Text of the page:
Nevertheless, Advante's contention that it need not produce materials beyond source code and algorithms relies on an overly restrictive view of the function of the trade secret designation. Even though the designation “functions like” a pleading, the touchstone remains relevance as defined in Rule 26 of the Federal Rules of Civil Procedure: “Relevant information need not be admissible at the trial if the discovery appears reasonably calculated to lead to the discovery of admissible evidence.” Here, even assuming Mintel will not be able to pursue a claim for misappropriation of anything other than the source code or algorithms, if Advante in fact possesses sound files, databases, or other program elements that appear to have been copied directly from Mintel, that could be probative on the issue of whether Advante engaged in any actionable misappropriation.
*4 Additionally, regardless of the precise scope of the affirmative claims Mintel may be able to pursue in this action, Advante's own complaint herein avers that Mintel had publicly charged Advante with intentionally copying “Mintel's database, vocabulary and sound files....” First Amended Complaint, 17. The discovery Mintel now seeks is therefore relevant for purposes of discovery under Advante's pleading as well. Accordingly, this portion of Mintel's motion will be granted, and Advante's corresponding motion for a protective order will be denied.
Mintel seeks to compel depositions of Brad Bonnington and David Tran, information systems employees of Advante's counsel,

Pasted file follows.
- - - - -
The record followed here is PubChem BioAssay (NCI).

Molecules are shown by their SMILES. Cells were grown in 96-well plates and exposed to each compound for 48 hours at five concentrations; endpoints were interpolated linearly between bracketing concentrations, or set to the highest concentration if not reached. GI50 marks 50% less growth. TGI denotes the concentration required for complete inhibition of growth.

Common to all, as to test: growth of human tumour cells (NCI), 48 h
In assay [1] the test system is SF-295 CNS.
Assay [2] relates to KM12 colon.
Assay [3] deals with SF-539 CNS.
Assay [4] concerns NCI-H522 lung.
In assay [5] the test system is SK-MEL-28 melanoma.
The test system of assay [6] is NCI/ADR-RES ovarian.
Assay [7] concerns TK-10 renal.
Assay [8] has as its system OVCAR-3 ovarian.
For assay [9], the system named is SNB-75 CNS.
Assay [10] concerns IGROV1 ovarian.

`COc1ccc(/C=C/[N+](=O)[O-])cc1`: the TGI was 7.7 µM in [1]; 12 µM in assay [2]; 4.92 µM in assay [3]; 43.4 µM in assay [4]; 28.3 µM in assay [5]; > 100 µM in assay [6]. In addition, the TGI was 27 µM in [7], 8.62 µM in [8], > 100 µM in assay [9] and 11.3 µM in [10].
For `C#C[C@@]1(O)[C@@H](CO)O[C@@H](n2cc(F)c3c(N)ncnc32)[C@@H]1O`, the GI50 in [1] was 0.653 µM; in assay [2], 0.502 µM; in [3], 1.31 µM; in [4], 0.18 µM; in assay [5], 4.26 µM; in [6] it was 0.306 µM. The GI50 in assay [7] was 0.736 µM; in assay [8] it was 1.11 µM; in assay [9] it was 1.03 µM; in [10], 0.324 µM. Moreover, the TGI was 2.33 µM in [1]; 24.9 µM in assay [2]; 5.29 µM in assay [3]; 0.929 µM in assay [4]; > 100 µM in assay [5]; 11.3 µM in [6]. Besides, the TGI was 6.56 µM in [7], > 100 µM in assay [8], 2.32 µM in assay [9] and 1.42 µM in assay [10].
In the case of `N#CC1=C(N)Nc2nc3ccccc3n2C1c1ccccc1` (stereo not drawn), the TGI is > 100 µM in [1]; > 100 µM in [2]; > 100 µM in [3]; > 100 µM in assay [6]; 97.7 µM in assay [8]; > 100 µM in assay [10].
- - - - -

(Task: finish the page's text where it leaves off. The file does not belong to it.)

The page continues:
who were involved in counsel's prior efforts to assure this Court that all responsive documents were being produced. Mintel's argument that it may depose the individuals because attorney-client privilege and work product protection has been waived is misplaced. There is no reason to believe that either individual possesses knowledge relevant to the claims and defenses in this action. Mintel is seeking “discovery about discovery,” rather than information reasonably calculated to lead to the discovery of admissible evidence. See Fed.R.Civ.P. 26(b)(1). Particularly in light of the conclusion that a forensic examination of the drives will be permitted, there is no basis to depose Bonnington or Tran, and that portion of Mintel's motion is hereby denied.
The only other deposition still in dispute in this motion is that of Dr. Zou, an individual who apparently participated in the development of Advante's products. Advante represents that Dr. Zou is not an employee, is currently in China, and that Advante lacks the power to compel him to attend a deposition. Mintel has made no showing to the contrary, so that portion of Mintel's motion will also be denied.